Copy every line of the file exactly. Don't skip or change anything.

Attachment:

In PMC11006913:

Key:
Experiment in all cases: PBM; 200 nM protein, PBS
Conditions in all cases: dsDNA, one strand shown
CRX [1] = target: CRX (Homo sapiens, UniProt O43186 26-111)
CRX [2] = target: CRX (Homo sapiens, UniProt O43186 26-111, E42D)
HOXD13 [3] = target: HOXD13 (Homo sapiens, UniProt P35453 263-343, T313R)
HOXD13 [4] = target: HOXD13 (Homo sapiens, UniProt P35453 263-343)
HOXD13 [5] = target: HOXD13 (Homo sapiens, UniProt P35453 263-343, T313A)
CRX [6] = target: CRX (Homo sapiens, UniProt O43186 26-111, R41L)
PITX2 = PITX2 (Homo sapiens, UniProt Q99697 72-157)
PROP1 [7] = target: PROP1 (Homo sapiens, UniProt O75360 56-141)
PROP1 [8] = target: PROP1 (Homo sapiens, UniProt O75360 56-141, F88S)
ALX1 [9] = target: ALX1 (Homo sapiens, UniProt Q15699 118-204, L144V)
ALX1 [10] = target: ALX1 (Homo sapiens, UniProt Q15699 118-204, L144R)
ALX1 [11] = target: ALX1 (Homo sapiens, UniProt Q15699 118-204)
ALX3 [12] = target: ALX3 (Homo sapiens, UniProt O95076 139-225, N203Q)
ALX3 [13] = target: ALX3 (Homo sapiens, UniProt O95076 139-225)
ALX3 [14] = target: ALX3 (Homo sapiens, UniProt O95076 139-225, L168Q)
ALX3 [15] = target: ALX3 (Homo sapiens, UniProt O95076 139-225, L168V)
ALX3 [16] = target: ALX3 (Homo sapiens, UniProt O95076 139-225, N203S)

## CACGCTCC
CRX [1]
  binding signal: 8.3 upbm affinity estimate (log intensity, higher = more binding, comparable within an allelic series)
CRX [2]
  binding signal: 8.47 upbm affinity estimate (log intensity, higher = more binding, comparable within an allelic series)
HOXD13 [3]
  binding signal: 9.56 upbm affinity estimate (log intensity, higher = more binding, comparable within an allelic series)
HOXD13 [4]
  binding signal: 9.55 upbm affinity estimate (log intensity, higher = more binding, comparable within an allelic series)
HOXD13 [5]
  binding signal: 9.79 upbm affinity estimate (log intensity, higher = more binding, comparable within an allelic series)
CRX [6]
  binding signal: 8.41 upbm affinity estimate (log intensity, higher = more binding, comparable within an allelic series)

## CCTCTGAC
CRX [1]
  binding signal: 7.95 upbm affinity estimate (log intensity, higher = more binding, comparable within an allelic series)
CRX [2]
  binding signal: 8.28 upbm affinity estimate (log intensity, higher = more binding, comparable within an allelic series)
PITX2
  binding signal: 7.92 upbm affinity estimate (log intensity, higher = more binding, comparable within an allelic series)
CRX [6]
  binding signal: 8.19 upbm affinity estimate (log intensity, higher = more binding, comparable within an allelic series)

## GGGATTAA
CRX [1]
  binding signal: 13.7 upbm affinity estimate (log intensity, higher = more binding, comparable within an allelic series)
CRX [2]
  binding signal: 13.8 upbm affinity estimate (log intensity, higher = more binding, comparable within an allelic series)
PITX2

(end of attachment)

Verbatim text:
In PMC11006913:

Key:
Experiment in all cases: PBM; 200 nM protein, PBS
Conditions in all cases: dsDNA, one strand shown
CRX [1] = target: CRX (Homo sapiens, UniProt O43186 26-111)
CRX [2] = target: CRX (Homo sapiens, UniProt O43186 26-111, E42D)
HOXD13 [3] = target: HOXD13 (Homo sapiens, UniProt P35453 263-343, T313R)
HOXD13 [4] = target: HOXD13 (Homo sapiens, UniProt P35453 263-343)
HOXD13 [5] = target: HOXD13 (Homo sapiens, UniProt P35453 263-343, T313A)
CRX [6] = target: CRX (Homo sapiens, UniProt O43186 26-111, R41L)
PITX2 = PITX2 (Homo sapiens, UniProt Q99697 72-157)
PROP1 [7] = target: PROP1 (Homo sapiens, UniProt O75360 56-141)
PROP1 [8] = target: PROP1 (Homo sapiens, UniProt O75360 56-141, F88S)
ALX1 [9] = target: ALX1 (Homo sapiens, UniProt Q15699 118-204, L144V)
ALX1 [10] = target: ALX1 (Homo sapiens, UniProt Q15699 118-204, L144R)
ALX1 [11] = target: ALX1 (Homo sapiens, UniProt Q15699 118-204)
ALX3 [12] = target: ALX3 (Homo sapiens, UniProt O95076 139-225, N203Q)
ALX3 [13] = target: ALX3 (Homo sapiens, UniProt O95076 139-225)
ALX3 [14] = target: ALX3 (Homo sapiens, UniProt O95076 139-225, L168Q)
ALX3 [15] = target: ALX3 (Homo sapiens, UniProt O95076 139-225, L168V)
ALX3 [16] = target: ALX3 (Homo sapiens, UniProt O95076 139-225, N203S)

## CACGCTCC
CRX [1]
  binding signal: 8.3 upbm affinity estimate (log intensity, higher = more binding, comparable within an allelic series)
CRX [2]
  binding signal: 8.47 upbm affinity estimate (log intensity, higher = more binding, comparable within an allelic series)
HOXD13 [3]
  binding signal: 9.56 upbm affinity estimate (log intensity, higher = more binding, comparable within an allelic series)
HOXD13 [4]
  binding signal: 9.55 upbm affinity estimate (log intensity, higher = more binding, comparable within an allelic series)
HOXD13 [5]
  binding signal: 9.79 upbm affinity estimate (log intensity, higher = more binding, comparable within an allelic series)
CRX [6]
  binding signal: 8.41 upbm affinity estimate (log intensity, higher = more binding, comparable within an allelic series)

## CCTCTGAC
CRX [1]
  binding signal: 7.95 upbm affinity estimate (log intensity, higher = more binding, comparable within an allelic series)
CRX [2]
  binding signal: 8.28 upbm affinity estimate (log intensity, higher = more binding, comparable within an allelic series)
PITX2
  binding signal: 7.92 upbm affinity estimate (log intensity, higher = more binding, comparable within an allelic series)
CRX [6]
  binding signal: 8.19 upbm affinity estimate (log intensity, higher = more binding, comparable within an allelic series)

## GGGATTAA
CRX [1]
  binding signal: 13.7 upbm affinity estimate (log intensity, higher = more binding, comparable within an allelic series)
CRX [2]
  binding signal: 13.8 upbm affinity estimate (log intensity, higher = more binding, comparable within an allelic series)
PITX2